So.2d 1338, 1342 (Ala. 1984). Any such change constitutes the
purported acceptance a mere counter-offer, Hardy Corp. v.
Rayco Industrial, Inc., 143 So.3d 172, 181 (Ala. 2013),
and a rejection of the offer. Burbic Contracting Co. v.
Cement Asbestos Products Co., 409 So.2d 1, 4 (Ala.
1982). The question is thus whether Center's purported
acceptance altered the material terms of Renew's offer.
Plainly it did.
agreed only that it would dismiss with prejudice its claims
against Renew in exchange for Renew dismissing with prejudice
its claims against Center. Renew, however, did not offer a
two-way settlement. By its express terms, Renew's offer
required the participation of "all parties, " thus
necessarily including Developers. Even assuming that
Renew's offer did not require acceptance by both Center
and Developers in order to become a contract, it patently
required Center's agreement to the dismissal of
Developers' claims in order to do so. As is clear from
Center's description of its purported acceptance, Center
expressed no such agreement and thus altered by omission a
material term of Renew's offer.
insists that the terms of Renew's offer extended only to
the claims between these two parties, because the only claims
that "remained unsettled and pending" as of October
21 were theirs inter se. (Doc. 91 at 2, 5). This
statement, however, is plainly incorrect. As to whether the
claims between Center and Developers had been settled as of
11:04 a.m. on October 21, Townsend informed Trice at 2:42
p.m. on October 20 that the settlement between Center and
Developers was merely "tentative, " (Doc. 91-2 at
1), a qualifier inconsistent with a firm settlement, and
Center offers no evidence either that its settlement had been
finalized only 20 hours later or that Renew knew it had been
finalized. As to whether Developers' claims
against Center remained pending on October 21, they most
certainly did; indeed, Center and Developers did not seek
dismissal of those claims until November 1. (Doc. 90).
from these difficulties, Center's argument depends on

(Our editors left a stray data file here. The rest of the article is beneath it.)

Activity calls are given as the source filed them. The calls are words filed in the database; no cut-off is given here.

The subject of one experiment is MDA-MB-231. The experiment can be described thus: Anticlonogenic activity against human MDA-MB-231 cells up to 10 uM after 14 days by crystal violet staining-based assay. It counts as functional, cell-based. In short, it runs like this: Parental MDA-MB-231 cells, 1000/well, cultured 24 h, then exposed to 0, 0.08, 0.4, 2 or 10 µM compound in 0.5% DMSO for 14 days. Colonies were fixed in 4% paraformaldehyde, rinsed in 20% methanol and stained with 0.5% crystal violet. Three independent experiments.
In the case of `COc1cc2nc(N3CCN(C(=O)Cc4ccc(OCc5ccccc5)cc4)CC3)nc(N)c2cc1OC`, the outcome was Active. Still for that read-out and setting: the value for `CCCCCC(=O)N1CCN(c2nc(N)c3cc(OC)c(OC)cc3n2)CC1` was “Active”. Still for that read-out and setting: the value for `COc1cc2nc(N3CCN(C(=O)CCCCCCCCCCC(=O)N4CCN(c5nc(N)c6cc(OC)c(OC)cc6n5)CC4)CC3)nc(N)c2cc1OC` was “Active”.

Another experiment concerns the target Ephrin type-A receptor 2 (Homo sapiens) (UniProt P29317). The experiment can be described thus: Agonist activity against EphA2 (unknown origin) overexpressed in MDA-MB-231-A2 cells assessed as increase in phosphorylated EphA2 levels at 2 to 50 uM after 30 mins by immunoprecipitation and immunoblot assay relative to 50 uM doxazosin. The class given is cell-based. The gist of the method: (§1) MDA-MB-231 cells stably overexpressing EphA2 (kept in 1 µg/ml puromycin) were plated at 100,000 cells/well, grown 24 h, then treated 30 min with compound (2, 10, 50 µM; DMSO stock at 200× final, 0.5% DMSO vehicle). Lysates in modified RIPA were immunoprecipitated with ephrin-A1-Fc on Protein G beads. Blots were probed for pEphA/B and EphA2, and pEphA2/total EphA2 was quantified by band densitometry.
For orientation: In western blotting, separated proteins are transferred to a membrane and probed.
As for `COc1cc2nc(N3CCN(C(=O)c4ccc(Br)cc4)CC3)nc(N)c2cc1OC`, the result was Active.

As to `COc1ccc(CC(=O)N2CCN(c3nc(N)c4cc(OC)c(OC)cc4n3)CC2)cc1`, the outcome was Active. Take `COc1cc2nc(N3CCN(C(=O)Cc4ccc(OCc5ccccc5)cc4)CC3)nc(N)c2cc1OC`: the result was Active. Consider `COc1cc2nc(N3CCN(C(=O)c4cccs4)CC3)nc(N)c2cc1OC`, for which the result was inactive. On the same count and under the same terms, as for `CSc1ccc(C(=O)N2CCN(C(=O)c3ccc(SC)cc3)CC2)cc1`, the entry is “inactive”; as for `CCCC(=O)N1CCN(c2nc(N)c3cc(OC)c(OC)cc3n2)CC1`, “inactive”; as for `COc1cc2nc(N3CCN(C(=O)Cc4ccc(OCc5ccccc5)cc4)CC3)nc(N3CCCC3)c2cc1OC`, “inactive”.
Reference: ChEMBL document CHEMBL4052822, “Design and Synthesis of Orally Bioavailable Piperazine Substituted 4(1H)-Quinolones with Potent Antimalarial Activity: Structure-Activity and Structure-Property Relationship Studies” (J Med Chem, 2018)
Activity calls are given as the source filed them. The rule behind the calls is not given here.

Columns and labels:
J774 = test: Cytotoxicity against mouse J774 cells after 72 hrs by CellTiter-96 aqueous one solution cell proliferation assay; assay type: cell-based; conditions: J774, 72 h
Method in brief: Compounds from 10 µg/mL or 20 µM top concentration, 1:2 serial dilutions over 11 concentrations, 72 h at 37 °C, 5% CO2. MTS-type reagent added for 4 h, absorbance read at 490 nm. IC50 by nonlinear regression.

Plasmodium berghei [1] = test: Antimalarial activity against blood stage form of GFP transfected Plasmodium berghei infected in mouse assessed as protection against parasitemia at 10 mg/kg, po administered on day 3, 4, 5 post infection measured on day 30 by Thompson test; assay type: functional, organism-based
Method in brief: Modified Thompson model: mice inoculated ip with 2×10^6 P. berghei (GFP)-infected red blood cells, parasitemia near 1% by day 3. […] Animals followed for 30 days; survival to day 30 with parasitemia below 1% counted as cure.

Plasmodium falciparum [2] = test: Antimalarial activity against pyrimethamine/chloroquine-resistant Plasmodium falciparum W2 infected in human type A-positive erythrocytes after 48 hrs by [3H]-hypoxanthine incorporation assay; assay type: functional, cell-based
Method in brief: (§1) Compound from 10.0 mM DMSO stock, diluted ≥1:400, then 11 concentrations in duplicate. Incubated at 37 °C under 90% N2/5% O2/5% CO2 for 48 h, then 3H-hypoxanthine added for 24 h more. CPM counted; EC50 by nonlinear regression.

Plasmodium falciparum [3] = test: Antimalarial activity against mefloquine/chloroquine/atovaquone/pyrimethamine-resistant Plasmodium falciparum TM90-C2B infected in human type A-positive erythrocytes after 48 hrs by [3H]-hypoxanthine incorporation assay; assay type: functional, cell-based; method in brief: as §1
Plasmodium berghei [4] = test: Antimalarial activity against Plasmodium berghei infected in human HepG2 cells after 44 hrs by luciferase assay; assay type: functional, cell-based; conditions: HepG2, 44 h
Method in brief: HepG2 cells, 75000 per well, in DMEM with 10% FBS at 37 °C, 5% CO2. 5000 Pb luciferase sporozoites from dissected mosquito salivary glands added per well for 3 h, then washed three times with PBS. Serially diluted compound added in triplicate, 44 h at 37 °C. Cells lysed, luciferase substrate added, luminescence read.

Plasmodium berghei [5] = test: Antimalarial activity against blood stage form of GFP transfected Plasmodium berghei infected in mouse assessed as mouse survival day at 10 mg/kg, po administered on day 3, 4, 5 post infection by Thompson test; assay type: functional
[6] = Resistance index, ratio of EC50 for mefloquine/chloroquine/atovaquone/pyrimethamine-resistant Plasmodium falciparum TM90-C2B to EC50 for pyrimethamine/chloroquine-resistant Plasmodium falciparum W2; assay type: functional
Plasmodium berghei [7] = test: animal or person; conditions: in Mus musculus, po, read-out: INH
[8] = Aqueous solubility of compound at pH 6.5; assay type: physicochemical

ignoring the phrase, "all parties, " which it
attempts to do by replacing "all" with
"both." (Doc. 91 at 5). As discussed above,
however, the offer cannot reasonably be read as Center
wishes; the offer plainly requires an agreement to the
dismissal with prejudice of Developers' claims.
related vein, Center suggests that, even if Renew's offer
included as a term the dismissal with prejudice of
Developers' claims (and it did), Center's failure to
agree to that term is irrelevant because, by virtue of their
settlement, Center and Developers had already agreed to such
a dismissal, and Renew was aware of this. (Doc. 91 at 2, 5).
As noted above, however, all Renew was aware of was
Center's report of a "tentative" settlement
with Developers, the terms of which were not disclosed. Thus,
a dismissal with prejudice of Developers' claims was
anything but a foregone conclusion as of the morning of
October 21. Even if Center thought the term requiring
dismissal with prejudice of Developers' claims was
unimportant, likely to be satisfied anyway, or both, it has
failed to demonstrate that Alabama law permitted it to
withhold its assent to that or any other term of Renew's
offer yet still secure a valid contract.
foregoing is sufficient to require the denial of Center's
motion. There is, however, an additional fatal flaw in its
position. As noted, Renew's offer was to "settle the
case right now if all parties dismiss all of their claims
with prejudice." (Doc. 91-2 at 1). For reasons appearing
below, the Court finds that Renew's offer required
Developers to abandon, not just its filed claims against
Center, but its unfiled claims ...